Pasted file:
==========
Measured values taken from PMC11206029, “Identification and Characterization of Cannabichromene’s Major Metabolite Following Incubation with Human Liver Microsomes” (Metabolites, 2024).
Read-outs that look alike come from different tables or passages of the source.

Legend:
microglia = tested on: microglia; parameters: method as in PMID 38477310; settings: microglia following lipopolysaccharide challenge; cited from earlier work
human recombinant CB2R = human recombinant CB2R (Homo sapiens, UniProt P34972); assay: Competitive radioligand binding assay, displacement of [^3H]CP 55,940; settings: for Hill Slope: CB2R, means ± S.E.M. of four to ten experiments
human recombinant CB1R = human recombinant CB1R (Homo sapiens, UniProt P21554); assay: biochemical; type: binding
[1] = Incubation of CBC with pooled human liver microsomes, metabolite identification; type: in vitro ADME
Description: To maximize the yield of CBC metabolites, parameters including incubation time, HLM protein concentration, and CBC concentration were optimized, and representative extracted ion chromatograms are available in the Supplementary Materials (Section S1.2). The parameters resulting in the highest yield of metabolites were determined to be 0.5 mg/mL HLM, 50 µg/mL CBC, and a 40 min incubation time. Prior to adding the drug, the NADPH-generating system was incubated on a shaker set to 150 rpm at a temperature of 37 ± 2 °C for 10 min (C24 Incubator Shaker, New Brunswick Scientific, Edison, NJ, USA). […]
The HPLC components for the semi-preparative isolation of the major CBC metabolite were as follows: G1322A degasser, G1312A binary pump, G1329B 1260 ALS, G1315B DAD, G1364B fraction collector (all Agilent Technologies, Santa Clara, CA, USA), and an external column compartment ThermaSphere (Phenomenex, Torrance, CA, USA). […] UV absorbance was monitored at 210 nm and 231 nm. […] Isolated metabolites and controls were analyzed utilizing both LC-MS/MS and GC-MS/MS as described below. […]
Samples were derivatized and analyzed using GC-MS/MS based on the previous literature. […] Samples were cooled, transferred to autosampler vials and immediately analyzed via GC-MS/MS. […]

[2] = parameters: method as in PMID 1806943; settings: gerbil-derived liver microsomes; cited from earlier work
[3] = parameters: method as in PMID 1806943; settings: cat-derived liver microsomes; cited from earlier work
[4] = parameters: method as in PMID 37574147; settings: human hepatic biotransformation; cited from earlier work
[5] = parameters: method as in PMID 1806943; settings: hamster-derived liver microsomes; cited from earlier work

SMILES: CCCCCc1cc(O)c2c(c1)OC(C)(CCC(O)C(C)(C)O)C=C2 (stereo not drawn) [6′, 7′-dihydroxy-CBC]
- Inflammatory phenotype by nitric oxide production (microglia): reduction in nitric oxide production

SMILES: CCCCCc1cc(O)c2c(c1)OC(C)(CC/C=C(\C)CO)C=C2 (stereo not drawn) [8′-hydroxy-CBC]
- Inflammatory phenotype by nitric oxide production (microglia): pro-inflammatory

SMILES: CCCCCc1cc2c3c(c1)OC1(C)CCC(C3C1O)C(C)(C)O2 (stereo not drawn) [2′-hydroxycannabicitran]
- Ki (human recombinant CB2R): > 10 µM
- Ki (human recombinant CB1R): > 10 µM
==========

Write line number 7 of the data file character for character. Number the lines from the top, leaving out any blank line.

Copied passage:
[1] = Incubation of CBC with pooled human liver microsomes, metabolite identification; type: in vitro ADME